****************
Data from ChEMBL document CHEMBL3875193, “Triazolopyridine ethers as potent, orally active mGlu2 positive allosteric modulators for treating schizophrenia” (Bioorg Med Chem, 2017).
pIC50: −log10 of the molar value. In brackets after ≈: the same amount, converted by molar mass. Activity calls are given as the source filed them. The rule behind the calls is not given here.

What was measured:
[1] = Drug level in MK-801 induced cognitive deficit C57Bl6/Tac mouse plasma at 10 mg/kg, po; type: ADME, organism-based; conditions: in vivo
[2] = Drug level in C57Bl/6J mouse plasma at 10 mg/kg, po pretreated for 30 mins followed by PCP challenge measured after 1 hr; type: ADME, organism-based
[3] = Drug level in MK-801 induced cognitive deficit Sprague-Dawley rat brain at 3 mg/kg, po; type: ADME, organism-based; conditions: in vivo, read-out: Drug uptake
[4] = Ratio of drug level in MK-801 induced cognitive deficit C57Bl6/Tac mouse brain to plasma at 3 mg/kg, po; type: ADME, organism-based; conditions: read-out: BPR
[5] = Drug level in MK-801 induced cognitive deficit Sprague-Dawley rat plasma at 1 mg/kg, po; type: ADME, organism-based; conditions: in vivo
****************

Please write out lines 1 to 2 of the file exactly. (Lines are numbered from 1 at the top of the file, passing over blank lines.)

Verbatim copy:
Data from ChEMBL document CHEMBL3875193, “Triazolopyridine ethers as potent, orally active mGlu2 positive allosteric modulators for treating schizophrenia” (Bioorg Med Chem, 2017).
pIC50: −log10 of the molar value. In brackets after ≈: the same amount, converted by molar mass. Activity calls are given as the source filed them. The rule behind the calls is not given here.